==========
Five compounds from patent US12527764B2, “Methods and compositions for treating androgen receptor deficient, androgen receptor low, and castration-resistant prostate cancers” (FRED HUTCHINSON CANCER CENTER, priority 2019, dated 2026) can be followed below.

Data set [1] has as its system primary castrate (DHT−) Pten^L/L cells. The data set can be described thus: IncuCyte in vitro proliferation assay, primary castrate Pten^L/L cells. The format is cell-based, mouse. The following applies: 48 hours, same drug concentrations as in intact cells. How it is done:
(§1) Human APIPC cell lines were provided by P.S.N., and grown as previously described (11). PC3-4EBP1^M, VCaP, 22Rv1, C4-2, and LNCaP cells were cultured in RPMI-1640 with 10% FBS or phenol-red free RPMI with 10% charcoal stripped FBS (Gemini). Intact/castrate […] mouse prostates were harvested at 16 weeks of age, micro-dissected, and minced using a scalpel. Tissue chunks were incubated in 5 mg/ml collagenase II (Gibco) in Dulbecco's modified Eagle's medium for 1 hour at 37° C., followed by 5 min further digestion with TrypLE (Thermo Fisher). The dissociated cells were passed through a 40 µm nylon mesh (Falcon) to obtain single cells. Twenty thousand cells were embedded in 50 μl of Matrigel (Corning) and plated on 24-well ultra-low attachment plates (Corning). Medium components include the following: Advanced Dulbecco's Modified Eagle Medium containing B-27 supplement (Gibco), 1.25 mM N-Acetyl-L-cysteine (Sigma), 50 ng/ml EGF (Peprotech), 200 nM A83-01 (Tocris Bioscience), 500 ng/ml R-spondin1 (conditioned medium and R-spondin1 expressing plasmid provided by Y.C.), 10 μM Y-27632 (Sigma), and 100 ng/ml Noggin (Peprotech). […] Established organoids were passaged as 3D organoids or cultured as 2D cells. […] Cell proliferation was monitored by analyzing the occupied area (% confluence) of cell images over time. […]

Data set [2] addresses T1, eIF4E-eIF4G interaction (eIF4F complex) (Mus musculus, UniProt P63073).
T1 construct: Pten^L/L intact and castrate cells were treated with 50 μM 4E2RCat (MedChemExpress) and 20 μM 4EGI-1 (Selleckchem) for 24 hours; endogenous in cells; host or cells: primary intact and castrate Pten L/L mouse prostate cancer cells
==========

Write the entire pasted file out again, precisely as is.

Five compounds from patent US12527764B2, “Methods and compositions for treating androgen receptor deficient, androgen receptor low, and castration-resistant prostate cancers” (FRED HUTCHINSON CANCER CENTER, priority 2019, dated 2026) can be followed below.

Data set [1] has as its system primary castrate (DHT−) Pten^L/L cells. The data set can be described thus: IncuCyte in vitro proliferation assay, primary castrate Pten^L/L cells. The format is cell-based, mouse. The following applies: 48 hours, same drug concentrations as in intact cells. How it is done:
(§1) Human APIPC cell lines were provided by P.S.N., and grown as previously described (11). PC3-4EBP1^M, VCaP, 22Rv1, C4-2, and LNCaP cells were cultured in RPMI-1640 with 10% FBS or phenol-red free RPMI with 10% charcoal stripped FBS (Gemini). Intact/castrate […] mouse prostates were harvested at 16 weeks of age, micro-dissected, and minced using a scalpel. Tissue chunks were incubated in 5 mg/ml collagenase II (Gibco) in Dulbecco's modified Eagle's medium for 1 hour at 37° C., followed by 5 min further digestion with TrypLE (Thermo Fisher). The dissociated cells were passed through a 40 µm nylon mesh (Falcon) to obtain single cells. Twenty thousand cells were embedded in 50 μl of Matrigel (Corning) and plated on 24-well ultra-low attachment plates (Corning). Medium components include the following: Advanced Dulbecco's Modified Eagle Medium containing B-27 supplement (Gibco), 1.25 mM N-Acetyl-L-cysteine (Sigma), 50 ng/ml EGF (Peprotech), 200 nM A83-01 (Tocris Bioscience), 500 ng/ml R-spondin1 (conditioned medium and R-spondin1 expressing plasmid provided by Y.C.), 10 μM Y-27632 (Sigma), and 100 ng/ml Noggin (Peprotech). […] Established organoids were passaged as 3D organoids or cultured as 2D cells. […] Cell proliferation was monitored by analyzing the occupied area (% confluence) of cell images over time. […]

Data set [2] addresses T1, eIF4E-eIF4G interaction (eIF4F complex) (Mus musculus, UniProt P63073).
T1 construct: Pten^L/L intact and castrate cells were treated with 50 μM 4E2RCat (MedChemExpress) and 20 μM 4EGI-1 (Selleckchem) for 24 hours; endogenous in cells; host or cells: primary intact and castrate Pten L/L mouse prostate cancer cells